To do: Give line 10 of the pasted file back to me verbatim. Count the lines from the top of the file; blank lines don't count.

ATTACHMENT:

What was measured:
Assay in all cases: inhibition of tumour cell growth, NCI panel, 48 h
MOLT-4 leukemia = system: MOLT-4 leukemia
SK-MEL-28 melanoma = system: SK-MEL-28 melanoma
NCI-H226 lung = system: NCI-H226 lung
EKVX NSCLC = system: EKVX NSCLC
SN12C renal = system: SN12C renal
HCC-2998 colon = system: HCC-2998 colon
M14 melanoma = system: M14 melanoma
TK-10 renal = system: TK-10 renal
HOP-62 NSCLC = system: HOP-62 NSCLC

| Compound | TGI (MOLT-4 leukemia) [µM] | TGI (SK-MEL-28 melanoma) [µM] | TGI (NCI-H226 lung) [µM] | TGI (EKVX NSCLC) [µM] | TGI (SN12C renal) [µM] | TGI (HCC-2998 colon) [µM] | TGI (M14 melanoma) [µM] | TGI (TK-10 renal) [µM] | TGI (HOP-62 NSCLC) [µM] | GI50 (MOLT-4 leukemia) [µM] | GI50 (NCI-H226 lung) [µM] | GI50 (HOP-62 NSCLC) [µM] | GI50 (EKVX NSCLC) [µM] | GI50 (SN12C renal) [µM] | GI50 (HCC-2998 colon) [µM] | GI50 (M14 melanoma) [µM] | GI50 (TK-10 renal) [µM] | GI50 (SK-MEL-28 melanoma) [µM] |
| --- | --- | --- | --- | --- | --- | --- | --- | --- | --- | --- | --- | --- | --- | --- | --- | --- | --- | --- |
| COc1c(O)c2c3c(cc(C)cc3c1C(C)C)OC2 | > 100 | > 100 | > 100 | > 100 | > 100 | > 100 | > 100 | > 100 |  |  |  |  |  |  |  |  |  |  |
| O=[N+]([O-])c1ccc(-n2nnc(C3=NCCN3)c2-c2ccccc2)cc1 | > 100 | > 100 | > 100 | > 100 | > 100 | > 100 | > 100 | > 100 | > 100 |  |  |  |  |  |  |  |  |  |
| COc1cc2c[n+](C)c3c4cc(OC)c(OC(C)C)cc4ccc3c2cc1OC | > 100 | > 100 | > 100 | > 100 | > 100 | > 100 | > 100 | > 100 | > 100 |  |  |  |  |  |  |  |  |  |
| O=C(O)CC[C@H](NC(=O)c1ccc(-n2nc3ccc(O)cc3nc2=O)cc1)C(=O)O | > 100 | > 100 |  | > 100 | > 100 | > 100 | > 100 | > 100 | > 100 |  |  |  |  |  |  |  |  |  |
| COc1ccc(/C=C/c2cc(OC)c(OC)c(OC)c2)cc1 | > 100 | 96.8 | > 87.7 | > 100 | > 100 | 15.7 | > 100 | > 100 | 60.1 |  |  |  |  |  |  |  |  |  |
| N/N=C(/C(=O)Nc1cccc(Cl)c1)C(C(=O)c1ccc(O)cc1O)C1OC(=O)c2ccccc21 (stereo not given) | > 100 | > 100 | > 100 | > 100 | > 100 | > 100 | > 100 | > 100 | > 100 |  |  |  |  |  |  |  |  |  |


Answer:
TK-10 renal = system: TK-10 renal